The Basics of Law


Law is the body of rules that a particular community or state recognizes as binding on its members and enforces through a central authority. It shapes politics, economics and history in many ways and acts as a mediator of relations between people. It also imposes obligations on people, sets standards for behaviour and defines liberties and rights.

Laws can be derived from either written constitutions, statutes and regulations or from judge-made precedent, known as case law. The latter may be used as a basis for future legal decisions or as a guide to what courts will consider and accept in similar cases. This principle, known as stare decisis, is important in common law systems where judges write up their decision in full and bind later judges to the same ruling.

The major areas of law include contracts, property, criminal and commercial laws. Contract law covers all agreements relating to the exchange of goods or services and can range from buying a bus ticket to a complex contract for the sale of shares. Property law regulates people’s rights and duties toward tangible things like land or buildings, defining the distinction between real property (right in rem) and personal property (right in personam). Criminal and commercial laws apply to crimes such as murder and fraud, as well as business matters such as taxation and corporate governance.

Each area of law is further divided into sub-fields or branches. For example, family law deals with divorce proceedings and the rights of children. Commercial law encompasses banking and finance, insurance and bills of exchange. Land and planning law deal with ownership of land, zoning restrictions and the process of registering property. The development of these branches of law varies between different nation-states, with the nature of political power determining how and when laws are made and enforced.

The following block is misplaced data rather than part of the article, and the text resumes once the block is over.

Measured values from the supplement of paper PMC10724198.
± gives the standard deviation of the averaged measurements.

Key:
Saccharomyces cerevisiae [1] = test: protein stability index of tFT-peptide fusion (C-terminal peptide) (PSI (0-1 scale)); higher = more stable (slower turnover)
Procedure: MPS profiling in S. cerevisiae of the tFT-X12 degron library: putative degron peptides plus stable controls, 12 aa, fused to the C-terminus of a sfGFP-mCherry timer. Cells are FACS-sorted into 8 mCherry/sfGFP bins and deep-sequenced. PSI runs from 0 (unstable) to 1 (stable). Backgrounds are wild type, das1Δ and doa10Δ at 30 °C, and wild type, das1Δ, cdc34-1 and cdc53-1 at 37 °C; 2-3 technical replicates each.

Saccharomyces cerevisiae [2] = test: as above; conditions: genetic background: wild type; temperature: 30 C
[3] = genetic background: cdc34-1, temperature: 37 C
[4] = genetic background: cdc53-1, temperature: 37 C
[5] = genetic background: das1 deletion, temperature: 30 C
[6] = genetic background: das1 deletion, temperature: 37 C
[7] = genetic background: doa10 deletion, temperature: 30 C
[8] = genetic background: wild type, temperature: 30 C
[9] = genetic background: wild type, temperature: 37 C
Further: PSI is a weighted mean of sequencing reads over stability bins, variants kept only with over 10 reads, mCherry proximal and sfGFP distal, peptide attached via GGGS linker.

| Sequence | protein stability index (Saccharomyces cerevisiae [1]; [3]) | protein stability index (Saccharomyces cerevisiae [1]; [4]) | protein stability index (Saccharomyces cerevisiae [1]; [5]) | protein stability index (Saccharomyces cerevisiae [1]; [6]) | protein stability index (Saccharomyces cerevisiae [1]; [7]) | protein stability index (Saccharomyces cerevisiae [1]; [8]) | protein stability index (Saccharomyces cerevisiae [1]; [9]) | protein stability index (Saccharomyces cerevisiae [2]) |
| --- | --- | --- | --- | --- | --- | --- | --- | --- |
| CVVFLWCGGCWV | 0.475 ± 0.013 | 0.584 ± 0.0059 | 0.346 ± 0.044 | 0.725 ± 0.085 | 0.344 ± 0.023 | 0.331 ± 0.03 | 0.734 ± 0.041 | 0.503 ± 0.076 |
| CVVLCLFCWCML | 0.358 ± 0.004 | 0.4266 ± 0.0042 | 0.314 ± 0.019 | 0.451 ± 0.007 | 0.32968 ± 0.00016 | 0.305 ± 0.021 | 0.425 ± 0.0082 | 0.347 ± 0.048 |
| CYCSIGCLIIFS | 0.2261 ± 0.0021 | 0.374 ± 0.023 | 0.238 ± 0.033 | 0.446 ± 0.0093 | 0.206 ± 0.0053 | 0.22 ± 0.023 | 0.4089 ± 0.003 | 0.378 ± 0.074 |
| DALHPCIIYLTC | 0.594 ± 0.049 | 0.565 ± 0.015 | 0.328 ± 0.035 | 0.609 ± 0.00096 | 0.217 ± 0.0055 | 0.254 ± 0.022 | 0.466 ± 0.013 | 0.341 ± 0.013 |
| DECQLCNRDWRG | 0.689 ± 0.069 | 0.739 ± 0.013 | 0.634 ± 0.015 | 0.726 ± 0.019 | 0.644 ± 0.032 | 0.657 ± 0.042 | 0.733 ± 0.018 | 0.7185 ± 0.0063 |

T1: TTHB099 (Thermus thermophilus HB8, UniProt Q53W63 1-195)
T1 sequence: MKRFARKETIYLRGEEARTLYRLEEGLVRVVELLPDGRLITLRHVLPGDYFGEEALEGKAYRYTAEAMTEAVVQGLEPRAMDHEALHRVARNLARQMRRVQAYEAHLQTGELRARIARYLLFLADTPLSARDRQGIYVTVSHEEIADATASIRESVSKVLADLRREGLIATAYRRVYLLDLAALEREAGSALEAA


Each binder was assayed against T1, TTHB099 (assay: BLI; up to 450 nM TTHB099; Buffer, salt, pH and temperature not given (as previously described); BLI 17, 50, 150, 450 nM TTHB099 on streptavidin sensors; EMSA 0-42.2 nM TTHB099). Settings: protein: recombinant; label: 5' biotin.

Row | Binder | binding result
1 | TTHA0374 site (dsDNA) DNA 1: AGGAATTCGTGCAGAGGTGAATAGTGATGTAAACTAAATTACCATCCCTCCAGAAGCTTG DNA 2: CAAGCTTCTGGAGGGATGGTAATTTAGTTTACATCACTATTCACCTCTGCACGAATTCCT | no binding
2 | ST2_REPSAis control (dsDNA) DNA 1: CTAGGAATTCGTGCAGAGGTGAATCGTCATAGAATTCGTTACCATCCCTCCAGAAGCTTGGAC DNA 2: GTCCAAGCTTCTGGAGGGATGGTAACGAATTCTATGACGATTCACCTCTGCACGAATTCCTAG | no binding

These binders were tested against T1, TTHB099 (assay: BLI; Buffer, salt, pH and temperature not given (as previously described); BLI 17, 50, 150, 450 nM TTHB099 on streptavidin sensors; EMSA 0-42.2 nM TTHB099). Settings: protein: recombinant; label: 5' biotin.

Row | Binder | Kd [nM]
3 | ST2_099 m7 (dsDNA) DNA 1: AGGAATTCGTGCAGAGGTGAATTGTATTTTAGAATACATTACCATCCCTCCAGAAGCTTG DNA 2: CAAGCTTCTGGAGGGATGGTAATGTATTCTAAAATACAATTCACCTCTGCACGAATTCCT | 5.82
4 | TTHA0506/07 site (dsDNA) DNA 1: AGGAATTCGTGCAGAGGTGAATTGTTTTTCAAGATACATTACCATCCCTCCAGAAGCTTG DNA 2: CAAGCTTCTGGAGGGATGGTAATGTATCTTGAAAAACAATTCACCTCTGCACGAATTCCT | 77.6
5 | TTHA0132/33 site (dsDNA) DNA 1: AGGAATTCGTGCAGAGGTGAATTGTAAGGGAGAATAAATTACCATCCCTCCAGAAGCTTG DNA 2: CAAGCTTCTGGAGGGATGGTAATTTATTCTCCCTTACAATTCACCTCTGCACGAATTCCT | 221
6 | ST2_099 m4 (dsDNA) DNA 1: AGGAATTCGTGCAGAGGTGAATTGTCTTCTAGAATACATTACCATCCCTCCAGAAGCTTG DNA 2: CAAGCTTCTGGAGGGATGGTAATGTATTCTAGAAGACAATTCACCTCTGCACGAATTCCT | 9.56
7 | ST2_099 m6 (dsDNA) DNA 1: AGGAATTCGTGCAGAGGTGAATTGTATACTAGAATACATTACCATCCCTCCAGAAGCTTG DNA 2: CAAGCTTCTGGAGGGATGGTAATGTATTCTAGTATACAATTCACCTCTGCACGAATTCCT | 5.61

The study of law is a complex and challenging field. It is unique among academic disciplines in that it has normative as well as descriptive elements. Normative statements in law imply what people ought to do or not do, but they lack the clear causal links found in empirical science (such as the law of gravity) or social science (such as the theory of justice). Law is also unusual in that its agents are highly specialized and have no means of checking the accuracy of authoritative statements. In order to practice law, an individual must achieve a distinct professional identity through specified legal procedures (e.g. passing a qualifying exam). This is typically overseen by an independent regulating body such as a bar association or bar council.